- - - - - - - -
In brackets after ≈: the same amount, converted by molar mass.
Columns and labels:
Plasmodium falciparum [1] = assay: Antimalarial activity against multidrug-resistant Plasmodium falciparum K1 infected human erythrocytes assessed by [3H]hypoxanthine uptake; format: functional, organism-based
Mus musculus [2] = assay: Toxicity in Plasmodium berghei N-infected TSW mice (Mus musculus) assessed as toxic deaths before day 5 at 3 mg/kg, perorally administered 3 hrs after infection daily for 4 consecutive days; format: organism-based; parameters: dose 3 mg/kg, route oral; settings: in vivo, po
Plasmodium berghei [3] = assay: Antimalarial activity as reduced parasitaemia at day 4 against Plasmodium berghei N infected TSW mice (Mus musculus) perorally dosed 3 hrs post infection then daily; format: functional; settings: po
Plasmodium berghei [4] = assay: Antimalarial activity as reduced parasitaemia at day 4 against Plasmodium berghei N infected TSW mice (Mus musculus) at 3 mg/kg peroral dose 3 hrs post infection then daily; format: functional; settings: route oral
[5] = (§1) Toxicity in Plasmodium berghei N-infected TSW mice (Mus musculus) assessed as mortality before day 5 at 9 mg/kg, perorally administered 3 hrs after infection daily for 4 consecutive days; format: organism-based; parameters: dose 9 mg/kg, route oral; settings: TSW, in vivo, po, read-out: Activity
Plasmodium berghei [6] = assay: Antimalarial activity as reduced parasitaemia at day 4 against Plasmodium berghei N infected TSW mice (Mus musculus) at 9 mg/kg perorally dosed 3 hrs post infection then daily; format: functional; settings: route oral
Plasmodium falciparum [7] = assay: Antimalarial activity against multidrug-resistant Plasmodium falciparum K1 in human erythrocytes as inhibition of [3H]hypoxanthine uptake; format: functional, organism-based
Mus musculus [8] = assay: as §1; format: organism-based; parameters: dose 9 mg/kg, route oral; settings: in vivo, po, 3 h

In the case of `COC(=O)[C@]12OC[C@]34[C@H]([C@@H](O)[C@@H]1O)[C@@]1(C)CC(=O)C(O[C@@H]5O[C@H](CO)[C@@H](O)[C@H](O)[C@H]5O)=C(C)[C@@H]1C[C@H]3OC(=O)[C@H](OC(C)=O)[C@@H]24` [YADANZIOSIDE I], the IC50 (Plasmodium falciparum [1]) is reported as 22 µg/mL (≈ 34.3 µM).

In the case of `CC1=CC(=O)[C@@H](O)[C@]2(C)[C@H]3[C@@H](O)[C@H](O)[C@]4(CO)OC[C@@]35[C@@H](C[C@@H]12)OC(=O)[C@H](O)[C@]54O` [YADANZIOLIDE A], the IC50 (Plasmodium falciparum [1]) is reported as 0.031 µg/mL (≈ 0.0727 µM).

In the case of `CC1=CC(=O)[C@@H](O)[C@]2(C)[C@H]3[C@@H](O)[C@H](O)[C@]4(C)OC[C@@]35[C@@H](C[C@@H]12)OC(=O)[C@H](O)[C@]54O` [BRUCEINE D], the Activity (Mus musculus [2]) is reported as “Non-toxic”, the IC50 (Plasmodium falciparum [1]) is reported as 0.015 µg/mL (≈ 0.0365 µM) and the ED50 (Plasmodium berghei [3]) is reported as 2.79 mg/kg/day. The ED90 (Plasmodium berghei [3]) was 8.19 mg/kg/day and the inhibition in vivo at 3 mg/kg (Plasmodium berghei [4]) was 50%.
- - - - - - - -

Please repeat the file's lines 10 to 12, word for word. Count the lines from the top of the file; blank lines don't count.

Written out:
Mus musculus [8] = assay: as §1; format: organism-based; parameters: dose 9 mg/kg, route oral; settings: in vivo, po, 3 h

In the case of `COC(=O)[C@]12OC[C@]34[C@H]([C@@H](O)[C@@H]1O)[C@@]1(C)CC(=O)C(O[C@@H]5O[C@H](CO)[C@@H](O)[C@H](O)[C@H]5O)=C(C)[C@@H]1C[C@H]3OC(=O)[C@H](OC(C)=O)[C@@H]24` [YADANZIOSIDE I], the IC50 (Plasmodium falciparum [1]) is reported as 22 µg/mL (≈ 34.3 µM).

In the case of `CC1=CC(=O)[C@@H](O)[C@]2(C)[C@H]3[C@@H](O)[C@H](O)[C@]4(CO)OC[C@@]35[C@@H](C[C@@H]12)OC(=O)[C@H](O)[C@]54O` [YADANZIOLIDE A], the IC50 (Plasmodium falciparum [1]) is reported as 0.031 µg/mL (≈ 0.0727 µM).